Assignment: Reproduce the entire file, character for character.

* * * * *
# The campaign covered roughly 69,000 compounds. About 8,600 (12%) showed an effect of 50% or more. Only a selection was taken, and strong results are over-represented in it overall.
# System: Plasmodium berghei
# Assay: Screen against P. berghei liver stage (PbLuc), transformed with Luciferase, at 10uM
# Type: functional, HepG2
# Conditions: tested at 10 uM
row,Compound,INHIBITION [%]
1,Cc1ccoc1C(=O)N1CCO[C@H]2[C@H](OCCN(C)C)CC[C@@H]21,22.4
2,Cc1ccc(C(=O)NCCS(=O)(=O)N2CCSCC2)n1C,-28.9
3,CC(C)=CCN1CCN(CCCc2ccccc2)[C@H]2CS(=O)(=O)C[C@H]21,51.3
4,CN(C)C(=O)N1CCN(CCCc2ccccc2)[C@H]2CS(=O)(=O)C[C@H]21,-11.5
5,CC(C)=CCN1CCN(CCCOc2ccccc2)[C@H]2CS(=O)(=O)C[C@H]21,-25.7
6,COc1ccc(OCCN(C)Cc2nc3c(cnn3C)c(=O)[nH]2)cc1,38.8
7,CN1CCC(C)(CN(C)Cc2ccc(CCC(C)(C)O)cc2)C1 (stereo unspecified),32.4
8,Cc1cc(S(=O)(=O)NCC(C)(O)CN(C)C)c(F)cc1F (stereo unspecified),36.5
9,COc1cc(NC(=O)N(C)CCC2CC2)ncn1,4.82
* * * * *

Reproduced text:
# The campaign covered roughly 69,000 compounds. About 8,600 (12%) showed an effect of 50% or more. Only a selection was taken, and strong results are over-represented in it overall.
# System: Plasmodium berghei
# Assay: Screen against P. berghei liver stage (PbLuc), transformed with Luciferase, at 10uM
# Type: functional, HepG2
# Conditions: tested at 10 uM
row,Compound,INHIBITION [%]
1,Cc1ccoc1C(=O)N1CCO[C@H]2[C@H](OCCN(C)C)CC[C@@H]21,22.4
2,Cc1ccc(C(=O)NCCS(=O)(=O)N2CCSCC2)n1C,-28.9
3,CC(C)=CCN1CCN(CCCc2ccccc2)[C@H]2CS(=O)(=O)C[C@H]21,51.3
4,CN(C)C(=O)N1CCN(CCCc2ccccc2)[C@H]2CS(=O)(=O)C[C@H]21,-11.5
5,CC(C)=CCN1CCN(CCCOc2ccccc2)[C@H]2CS(=O)(=O)C[C@H]21,-25.7
6,COc1ccc(OCCN(C)Cc2nc3c(cnn3C)c(=O)[nH]2)cc1,38.8
7,CN1CCC(C)(CN(C)Cc2ccc(CCC(C)(C)O)cc2)C1 (stereo unspecified),32.4
8,Cc1cc(S(=O)(=O)NCC(C)(O)CN(C)C)c(F)cc1F (stereo unspecified),36.5
9,COc1cc(NC(=O)N(C)CCC2CC2)ncn1,4.82